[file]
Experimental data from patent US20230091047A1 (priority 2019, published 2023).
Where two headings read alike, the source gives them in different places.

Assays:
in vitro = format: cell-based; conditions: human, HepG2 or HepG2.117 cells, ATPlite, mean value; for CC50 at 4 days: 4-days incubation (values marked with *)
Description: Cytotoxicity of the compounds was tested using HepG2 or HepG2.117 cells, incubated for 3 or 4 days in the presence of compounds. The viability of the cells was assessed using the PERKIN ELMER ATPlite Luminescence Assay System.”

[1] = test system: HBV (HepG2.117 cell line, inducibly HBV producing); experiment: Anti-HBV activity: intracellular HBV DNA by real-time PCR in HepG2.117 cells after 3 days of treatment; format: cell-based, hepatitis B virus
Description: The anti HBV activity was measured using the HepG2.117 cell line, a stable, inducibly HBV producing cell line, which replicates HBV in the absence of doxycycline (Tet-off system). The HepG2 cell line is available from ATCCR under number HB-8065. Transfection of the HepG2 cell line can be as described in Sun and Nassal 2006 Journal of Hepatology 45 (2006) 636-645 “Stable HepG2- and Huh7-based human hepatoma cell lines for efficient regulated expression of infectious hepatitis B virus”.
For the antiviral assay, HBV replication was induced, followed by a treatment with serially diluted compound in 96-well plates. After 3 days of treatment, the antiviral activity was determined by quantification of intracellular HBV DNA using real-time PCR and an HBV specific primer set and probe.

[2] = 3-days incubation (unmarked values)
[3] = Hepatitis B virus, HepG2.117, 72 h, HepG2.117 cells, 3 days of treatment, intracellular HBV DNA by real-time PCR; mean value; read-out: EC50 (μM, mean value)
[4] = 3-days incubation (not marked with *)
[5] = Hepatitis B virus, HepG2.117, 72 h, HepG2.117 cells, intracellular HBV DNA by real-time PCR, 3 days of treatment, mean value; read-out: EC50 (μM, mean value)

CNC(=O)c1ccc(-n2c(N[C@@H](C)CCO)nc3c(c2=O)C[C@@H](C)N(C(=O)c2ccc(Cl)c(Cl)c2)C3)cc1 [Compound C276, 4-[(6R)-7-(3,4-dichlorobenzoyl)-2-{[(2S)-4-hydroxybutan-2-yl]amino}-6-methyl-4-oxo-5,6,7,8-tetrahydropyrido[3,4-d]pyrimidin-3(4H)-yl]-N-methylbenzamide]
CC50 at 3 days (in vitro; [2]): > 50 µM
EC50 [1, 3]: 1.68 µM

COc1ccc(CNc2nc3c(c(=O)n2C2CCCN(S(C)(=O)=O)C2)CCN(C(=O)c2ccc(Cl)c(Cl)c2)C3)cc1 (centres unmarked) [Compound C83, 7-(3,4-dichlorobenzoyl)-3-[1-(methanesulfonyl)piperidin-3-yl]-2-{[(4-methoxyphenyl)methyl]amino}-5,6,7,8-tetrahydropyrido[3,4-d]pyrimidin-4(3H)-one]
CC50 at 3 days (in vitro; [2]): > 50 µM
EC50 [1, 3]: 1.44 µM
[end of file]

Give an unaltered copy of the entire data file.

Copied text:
Experimental data from patent US20230091047A1 (priority 2019, published 2023).
Where two headings read alike, the source gives them in different places.

Assays:
in vitro = format: cell-based; conditions: human, HepG2 or HepG2.117 cells, ATPlite, mean value; for CC50 at 4 days: 4-days incubation (values marked with *)
Description: Cytotoxicity of the compounds was tested using HepG2 or HepG2.117 cells, incubated for 3 or 4 days in the presence of compounds. The viability of the cells was assessed using the PERKIN ELMER ATPlite Luminescence Assay System.”

[1] = test system: HBV (HepG2.117 cell line, inducibly HBV producing); experiment: Anti-HBV activity: intracellular HBV DNA by real-time PCR in HepG2.117 cells after 3 days of treatment; format: cell-based, hepatitis B virus
Description: The anti HBV activity was measured using the HepG2.117 cell line, a stable, inducibly HBV producing cell line, which replicates HBV in the absence of doxycycline (Tet-off system). The HepG2 cell line is available from ATCCR under number HB-8065. Transfection of the HepG2 cell line can be as described in Sun and Nassal 2006 Journal of Hepatology 45 (2006) 636-645 “Stable HepG2- and Huh7-based human hepatoma cell lines for efficient regulated expression of infectious hepatitis B virus”.
For the antiviral assay, HBV replication was induced, followed by a treatment with serially diluted compound in 96-well plates. After 3 days of treatment, the antiviral activity was determined by quantification of intracellular HBV DNA using real-time PCR and an HBV specific primer set and probe.

[2] = 3-days incubation (unmarked values)
[3] = Hepatitis B virus, HepG2.117, 72 h, HepG2.117 cells, 3 days of treatment, intracellular HBV DNA by real-time PCR; mean value; read-out: EC50 (μM, mean value)
[4] = 3-days incubation (not marked with *)
[5] = Hepatitis B virus, HepG2.117, 72 h, HepG2.117 cells, intracellular HBV DNA by real-time PCR, 3 days of treatment, mean value; read-out: EC50 (μM, mean value)

CNC(=O)c1ccc(-n2c(N[C@@H](C)CCO)nc3c(c2=O)C[C@@H](C)N(C(=O)c2ccc(Cl)c(Cl)c2)C3)cc1 [Compound C276, 4-[(6R)-7-(3,4-dichlorobenzoyl)-2-{[(2S)-4-hydroxybutan-2-yl]amino}-6-methyl-4-oxo-5,6,7,8-tetrahydropyrido[3,4-d]pyrimidin-3(4H)-yl]-N-methylbenzamide]
CC50 at 3 days (in vitro; [2]): > 50 µM
EC50 [1, 3]: 1.68 µM

COc1ccc(CNc2nc3c(c(=O)n2C2CCCN(S(C)(=O)=O)C2)CCN(C(=O)c2ccc(Cl)c(Cl)c2)C3)cc1 (centres unmarked) [Compound C83, 7-(3,4-dichlorobenzoyl)-3-[1-(methanesulfonyl)piperidin-3-yl]-2-{[(4-methoxyphenyl)methyl]amino}-5,6,7,8-tetrahydropyrido[3,4-d]pyrimidin-4(3H)-one]
CC50 at 3 days (in vitro; [2]): > 50 µM
EC50 [1, 3]: 1.44 µM